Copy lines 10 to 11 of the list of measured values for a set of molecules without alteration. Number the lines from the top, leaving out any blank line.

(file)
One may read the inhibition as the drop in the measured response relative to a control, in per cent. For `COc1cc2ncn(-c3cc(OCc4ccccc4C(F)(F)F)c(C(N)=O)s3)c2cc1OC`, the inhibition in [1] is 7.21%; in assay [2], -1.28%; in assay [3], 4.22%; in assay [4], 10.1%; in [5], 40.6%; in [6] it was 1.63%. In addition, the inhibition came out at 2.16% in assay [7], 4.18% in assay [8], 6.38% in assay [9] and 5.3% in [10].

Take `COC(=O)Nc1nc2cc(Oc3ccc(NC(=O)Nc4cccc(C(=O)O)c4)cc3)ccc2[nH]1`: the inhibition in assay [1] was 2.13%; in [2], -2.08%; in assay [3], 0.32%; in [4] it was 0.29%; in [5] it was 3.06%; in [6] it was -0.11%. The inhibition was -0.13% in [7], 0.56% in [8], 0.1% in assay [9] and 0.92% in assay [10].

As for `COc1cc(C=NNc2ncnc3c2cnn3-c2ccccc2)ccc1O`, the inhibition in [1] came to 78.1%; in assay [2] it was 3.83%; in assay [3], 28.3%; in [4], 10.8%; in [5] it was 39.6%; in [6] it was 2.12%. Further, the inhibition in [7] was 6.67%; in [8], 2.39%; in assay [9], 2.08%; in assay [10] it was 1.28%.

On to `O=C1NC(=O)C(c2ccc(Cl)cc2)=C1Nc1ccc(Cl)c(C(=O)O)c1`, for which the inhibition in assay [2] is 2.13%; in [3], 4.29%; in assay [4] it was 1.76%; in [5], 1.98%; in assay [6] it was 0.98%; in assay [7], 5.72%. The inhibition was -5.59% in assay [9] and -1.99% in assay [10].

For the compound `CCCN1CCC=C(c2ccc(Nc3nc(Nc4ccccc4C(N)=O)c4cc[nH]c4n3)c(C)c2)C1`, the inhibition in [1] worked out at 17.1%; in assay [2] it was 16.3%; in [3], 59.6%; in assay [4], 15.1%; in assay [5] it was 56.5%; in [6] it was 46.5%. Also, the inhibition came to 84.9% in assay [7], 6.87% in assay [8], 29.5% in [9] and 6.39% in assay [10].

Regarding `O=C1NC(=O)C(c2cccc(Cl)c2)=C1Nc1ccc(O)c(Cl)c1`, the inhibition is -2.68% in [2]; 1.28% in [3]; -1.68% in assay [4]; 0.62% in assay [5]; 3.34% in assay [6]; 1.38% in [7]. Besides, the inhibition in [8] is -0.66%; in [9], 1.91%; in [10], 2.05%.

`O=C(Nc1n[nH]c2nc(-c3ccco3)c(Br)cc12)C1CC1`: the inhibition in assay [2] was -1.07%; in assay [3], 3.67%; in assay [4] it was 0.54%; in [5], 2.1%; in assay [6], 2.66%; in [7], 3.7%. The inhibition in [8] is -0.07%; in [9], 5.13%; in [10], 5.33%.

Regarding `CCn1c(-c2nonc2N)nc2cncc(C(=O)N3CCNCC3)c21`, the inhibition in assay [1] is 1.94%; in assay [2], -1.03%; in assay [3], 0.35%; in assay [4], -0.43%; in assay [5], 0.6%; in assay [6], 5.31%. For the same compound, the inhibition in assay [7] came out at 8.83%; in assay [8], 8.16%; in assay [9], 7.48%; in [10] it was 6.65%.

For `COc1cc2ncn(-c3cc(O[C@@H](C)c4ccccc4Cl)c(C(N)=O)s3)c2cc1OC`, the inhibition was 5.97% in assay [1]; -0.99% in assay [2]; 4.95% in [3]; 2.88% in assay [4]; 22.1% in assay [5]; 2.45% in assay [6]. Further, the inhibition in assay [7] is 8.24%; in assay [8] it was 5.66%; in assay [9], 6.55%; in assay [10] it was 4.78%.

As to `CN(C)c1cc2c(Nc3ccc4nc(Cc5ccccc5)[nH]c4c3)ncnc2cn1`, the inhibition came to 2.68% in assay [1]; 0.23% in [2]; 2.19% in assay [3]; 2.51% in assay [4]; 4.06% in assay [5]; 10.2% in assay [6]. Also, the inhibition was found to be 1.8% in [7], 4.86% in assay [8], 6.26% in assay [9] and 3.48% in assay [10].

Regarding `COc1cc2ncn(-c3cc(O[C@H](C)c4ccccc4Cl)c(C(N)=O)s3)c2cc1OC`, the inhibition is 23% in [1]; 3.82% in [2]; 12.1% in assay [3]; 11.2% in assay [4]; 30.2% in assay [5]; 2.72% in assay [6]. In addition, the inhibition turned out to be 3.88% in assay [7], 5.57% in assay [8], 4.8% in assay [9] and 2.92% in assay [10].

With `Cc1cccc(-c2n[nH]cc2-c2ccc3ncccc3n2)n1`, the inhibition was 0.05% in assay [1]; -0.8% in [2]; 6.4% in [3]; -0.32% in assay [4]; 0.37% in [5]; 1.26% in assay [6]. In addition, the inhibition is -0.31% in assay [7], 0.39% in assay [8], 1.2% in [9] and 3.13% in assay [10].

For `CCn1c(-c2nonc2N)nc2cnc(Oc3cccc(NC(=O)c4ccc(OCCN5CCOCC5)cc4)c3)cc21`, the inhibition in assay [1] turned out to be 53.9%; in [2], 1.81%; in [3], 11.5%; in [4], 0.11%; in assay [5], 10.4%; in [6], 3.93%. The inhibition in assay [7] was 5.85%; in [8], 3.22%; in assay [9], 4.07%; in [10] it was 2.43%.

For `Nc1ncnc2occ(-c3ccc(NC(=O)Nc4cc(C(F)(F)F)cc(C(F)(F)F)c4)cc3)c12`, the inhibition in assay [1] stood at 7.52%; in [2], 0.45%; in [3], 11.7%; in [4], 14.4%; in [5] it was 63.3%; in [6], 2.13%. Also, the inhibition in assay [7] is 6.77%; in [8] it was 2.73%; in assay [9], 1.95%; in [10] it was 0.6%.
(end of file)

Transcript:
As to `CN(C)c1cc2c(Nc3ccc4nc(Cc5ccccc5)[nH]c4c3)ncnc2cn1`, the inhibition came to 2.68% in assay [1]; 0.23% in [2]; 2.19% in assay [3]; 2.51% in assay [4]; 4.06% in assay [5]; 10.2% in assay [6]. Also, the inhibition was found to be 1.8% in [7], 4.86% in assay [8], 6.26% in assay [9] and 3.48% in assay [10].

Regarding `COc1cc2ncn(-c3cc(O[C@H](C)c4ccccc4Cl)c(C(N)=O)s3)c2cc1OC`, the inhibition is 23% in [1]; 3.82% in [2]; 12.1% in assay [3]; 11.2% in assay [4]; 30.2% in assay [5]; 2.72% in assay [6]. In addition, the inhibition turned out to be 3.88% in assay [7], 5.57% in assay [8], 4.8% in assay [9] and 2.92% in assay [10].